1983–1984 Dallas 21.54[98] Un­known
1984–1985 Dynasty ABC 21.23[99] Un­known
1985–1986 The Cosby Show NBC 28.95[100] Un­known
1986–1987 30.50[101] Un­known
1987–1988 Un­known Un­known
1988–1989 23.14[102] Un­known
1989–1990 21.28[103] Un­known
Roseanne ABC Un­known
1990–1991 Cheers NBC 19.83[104] Un­known
1991–1992 60 Minutes CBS 20.17[105] Un­known
1992–1993 20.39[106] Un­known
1993–1994 19.69[107] Un­known
1994–1995 Seinfeld NBC 19.65[108] Un­known
1995–1996 ER 21.10[109] Un­known
1996–1997 20.56[110] 30.79[111]
1997–1998 Seinfeld 21.27[110] 34.10[112]
1998–1999 ER 17.69[113] 25.40[114]
1999–2000 Who Wants to Be a Millionaire (Tues) ABC Un­known 28.53[115]
2000–2001 Survivor CBS Un­known 29.80[116]
2001–2002 Friends NBC Un­known 24.50[117]
2002–2003 CSI: Crime Scene Investigation CBS Un­known 26.12[118]
2003–2004 American Idol (Tues) Fox Un­known 25.73[119]
2004–2005 Un­known 27.32[120]
2005–2006 Un­known 31.17[121]
2006–2007 American Idol (Wed) Un­known 30.58[122]
2007–2008 American Idol (Tues) Un­known 28.80[123]
2008–2009 American Idol (Wed) Un­known 25.53[124] American Idol (Wed) Fox 26.88[124]
2009–2010 American Idol (Tues) Un­known 22.97[125] American Idol (Tues) 24.71[126]
2010–2011 American Idol (Wed) Fox Un­known 23.95[127] American Idol (Wed) Fox 26.20[127]
2011–2012 NBC Sunday Night Football NBC Un­known Un­known NBC Sunday Night Football NBC 20.74[128]
2012–2013 Un­known Un­known NCIS[a] CBS 21.34[130]
2013–2014 Un­known 21.42[131] The Big Bang Theory 23.10[131]
2014–2015 Un­known 20.69[132] NBC Sunday Night Football NBC 20.81[132]
2015–2016 Un­known 21.30[133] NBC Sunday Night Football NBC 21.38[134] 21.39[135]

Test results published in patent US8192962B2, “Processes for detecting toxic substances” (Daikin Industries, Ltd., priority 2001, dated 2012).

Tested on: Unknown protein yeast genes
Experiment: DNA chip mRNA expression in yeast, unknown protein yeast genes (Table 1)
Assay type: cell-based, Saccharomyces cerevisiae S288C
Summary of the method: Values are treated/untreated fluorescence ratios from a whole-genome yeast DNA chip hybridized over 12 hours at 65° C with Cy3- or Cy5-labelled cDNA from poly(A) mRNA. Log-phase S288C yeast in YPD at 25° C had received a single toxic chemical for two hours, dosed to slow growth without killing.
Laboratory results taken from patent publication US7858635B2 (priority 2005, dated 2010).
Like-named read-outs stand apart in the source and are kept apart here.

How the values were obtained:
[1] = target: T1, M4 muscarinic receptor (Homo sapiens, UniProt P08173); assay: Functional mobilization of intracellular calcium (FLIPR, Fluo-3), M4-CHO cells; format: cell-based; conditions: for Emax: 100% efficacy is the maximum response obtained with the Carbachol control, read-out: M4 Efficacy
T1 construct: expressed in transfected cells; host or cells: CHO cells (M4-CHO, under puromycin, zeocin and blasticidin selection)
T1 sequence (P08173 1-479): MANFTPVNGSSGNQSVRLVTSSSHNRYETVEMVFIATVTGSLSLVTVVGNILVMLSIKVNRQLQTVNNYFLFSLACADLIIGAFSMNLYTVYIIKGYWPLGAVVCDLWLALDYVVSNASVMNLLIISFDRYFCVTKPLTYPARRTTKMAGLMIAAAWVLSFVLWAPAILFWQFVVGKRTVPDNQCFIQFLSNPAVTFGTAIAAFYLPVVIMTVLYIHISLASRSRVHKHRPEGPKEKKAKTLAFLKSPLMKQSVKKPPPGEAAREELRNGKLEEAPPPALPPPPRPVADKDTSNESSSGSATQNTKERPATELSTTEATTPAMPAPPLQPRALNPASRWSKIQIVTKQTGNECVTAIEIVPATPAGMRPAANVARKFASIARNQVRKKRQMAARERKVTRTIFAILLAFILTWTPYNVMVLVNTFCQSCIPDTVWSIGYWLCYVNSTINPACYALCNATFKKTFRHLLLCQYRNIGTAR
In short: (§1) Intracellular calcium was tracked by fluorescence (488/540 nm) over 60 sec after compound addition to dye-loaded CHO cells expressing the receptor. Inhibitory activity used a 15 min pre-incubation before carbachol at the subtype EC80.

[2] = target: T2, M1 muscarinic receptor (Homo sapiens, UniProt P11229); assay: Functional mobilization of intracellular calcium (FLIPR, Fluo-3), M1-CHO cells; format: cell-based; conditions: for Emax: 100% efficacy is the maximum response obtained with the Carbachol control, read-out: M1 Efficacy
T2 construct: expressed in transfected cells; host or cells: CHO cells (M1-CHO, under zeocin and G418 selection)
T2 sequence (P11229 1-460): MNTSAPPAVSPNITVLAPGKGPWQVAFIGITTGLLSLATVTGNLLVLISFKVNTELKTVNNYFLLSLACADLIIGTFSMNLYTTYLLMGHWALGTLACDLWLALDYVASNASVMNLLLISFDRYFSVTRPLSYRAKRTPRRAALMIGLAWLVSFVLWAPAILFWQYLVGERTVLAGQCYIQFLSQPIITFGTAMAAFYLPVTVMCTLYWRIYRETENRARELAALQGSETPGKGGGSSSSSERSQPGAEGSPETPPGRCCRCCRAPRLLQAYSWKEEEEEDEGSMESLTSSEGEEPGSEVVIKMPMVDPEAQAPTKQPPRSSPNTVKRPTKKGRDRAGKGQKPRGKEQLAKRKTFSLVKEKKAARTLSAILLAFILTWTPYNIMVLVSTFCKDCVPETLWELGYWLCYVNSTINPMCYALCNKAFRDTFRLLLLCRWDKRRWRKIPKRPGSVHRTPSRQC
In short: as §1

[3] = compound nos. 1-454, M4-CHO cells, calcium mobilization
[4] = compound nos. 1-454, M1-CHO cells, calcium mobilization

2016–2017 Un­known 19.63[136] 19.73[137] 19.75[138]
2017–2018 Un­known 17.58[139] Roseanne ABC 18.21[140] Roseanne ABC 19.96[141]
2018–2019 Un­known 18.80[142] NBC Sunday Night Football NBC 18.92[142] NBC Sunday Night Football NBC 18.94[143]
2019–2020 Un­known 19.96[144] 20.09[145]
2020–2021 NBC Sunday Night Football NBC 16.50[146]
2021–2022 NBC Sunday Night Football NBC 18.00[147]
2022–2023 NBC Sunday Night Football NBC 18.14[148]
  1. ^ NBC Sunday Night Football airs three broadcasts -- NFL weeks 1-2 and the Kickoff Game -- before the official start of television season which are not counted in the rankings. If these broadcasts were counted, NBC Sunday Night Football would average 21.44 million viewers—more than NCIS. The NFL Thanksgiving Game is counted as part of Sunday Night Football for ratings, but not the Kickoff Game or Weeks 1-2.[129]

Television network ratings by year

(Average primetime viewership)

Network 2019 views[149] 2018 views[150] 2017 views[151] 2016 views[152] 2015 views[153] 2014 views[153]
NBC 6,330,000 7,876,000 7,284,000 8,426,000 7,757,000 8,264,000
CBS 7,140,000 7,385,000 7,996,000 8,814,000 9,419,000 9,375,000
ABC 5,192,000 5,423,000 5,592,000 6,325,000 6,894,000 6,838,000
Fox 4,623,000 4,401,000 4,733,000 5,053,000 5,198,000 5,973,000

Nielsen SVOD content ratings

Starting in September 2020, Nielsen releases a weekly list of top 10 television shows most watched on streaming platforms, or subscription video on demand (SVOD).[154] This immediately attracted attention by mainstream media, such as Variety, Hollywood Reporter, Deadline and Business Insider.[155][156][157][158]

See also


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Further reading

General sources
  • Lotz, Amanda D. "The Television Will Be Revolutionized". New York University Press.
  • Stoddard Jr., Laurence R. "The History of People Meters: How We Got There (And Why)". United Kingdom, Cambridge University Press.